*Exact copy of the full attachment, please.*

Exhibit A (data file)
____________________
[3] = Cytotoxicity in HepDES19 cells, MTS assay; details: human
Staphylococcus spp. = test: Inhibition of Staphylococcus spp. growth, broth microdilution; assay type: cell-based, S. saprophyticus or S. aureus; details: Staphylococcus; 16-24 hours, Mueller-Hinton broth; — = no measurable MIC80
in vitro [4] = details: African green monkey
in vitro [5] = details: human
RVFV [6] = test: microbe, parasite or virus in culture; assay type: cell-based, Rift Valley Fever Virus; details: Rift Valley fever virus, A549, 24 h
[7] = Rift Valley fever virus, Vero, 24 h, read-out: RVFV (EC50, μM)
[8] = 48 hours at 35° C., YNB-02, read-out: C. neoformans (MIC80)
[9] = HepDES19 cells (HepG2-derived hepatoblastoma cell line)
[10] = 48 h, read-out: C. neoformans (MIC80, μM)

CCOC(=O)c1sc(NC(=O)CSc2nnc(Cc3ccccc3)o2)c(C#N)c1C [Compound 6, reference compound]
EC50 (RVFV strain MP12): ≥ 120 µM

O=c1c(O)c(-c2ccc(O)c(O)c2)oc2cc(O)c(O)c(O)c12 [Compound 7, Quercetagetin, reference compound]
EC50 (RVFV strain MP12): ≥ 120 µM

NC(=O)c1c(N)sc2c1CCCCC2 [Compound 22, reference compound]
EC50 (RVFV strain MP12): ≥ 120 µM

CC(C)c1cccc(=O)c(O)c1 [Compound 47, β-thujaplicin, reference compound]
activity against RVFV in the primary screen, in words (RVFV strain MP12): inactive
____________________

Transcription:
[3] = Cytotoxicity in HepDES19 cells, MTS assay; details: human
Staphylococcus spp. = test: Inhibition of Staphylococcus spp. growth, broth microdilution; assay type: cell-based, S. saprophyticus or S. aureus; details: Staphylococcus; 16-24 hours, Mueller-Hinton broth; — = no measurable MIC80
in vitro [4] = details: African green monkey
in vitro [5] = details: human
RVFV [6] = test: microbe, parasite or virus in culture; assay type: cell-based, Rift Valley Fever Virus; details: Rift Valley fever virus, A549, 24 h
[7] = Rift Valley fever virus, Vero, 24 h, read-out: RVFV (EC50, μM)
[8] = 48 hours at 35° C., YNB-02, read-out: C. neoformans (MIC80)
[9] = HepDES19 cells (HepG2-derived hepatoblastoma cell line)
[10] = 48 h, read-out: C. neoformans (MIC80, μM)

CCOC(=O)c1sc(NC(=O)CSc2nnc(Cc3ccccc3)o2)c(C#N)c1C [Compound 6, reference compound]
EC50 (RVFV strain MP12): ≥ 120 µM

O=c1c(O)c(-c2ccc(O)c(O)c2)oc2cc(O)c(O)c(O)c12 [Compound 7, Quercetagetin, reference compound]
EC50 (RVFV strain MP12): ≥ 120 µM

NC(=O)c1c(N)sc2c1CCCCC2 [Compound 22, reference compound]
EC50 (RVFV strain MP12): ≥ 120 µM

CC(C)c1cccc(=O)c(O)c1 [Compound 47, β-thujaplicin, reference compound]
activity against RVFV in the primary screen, in words (RVFV strain MP12): inactive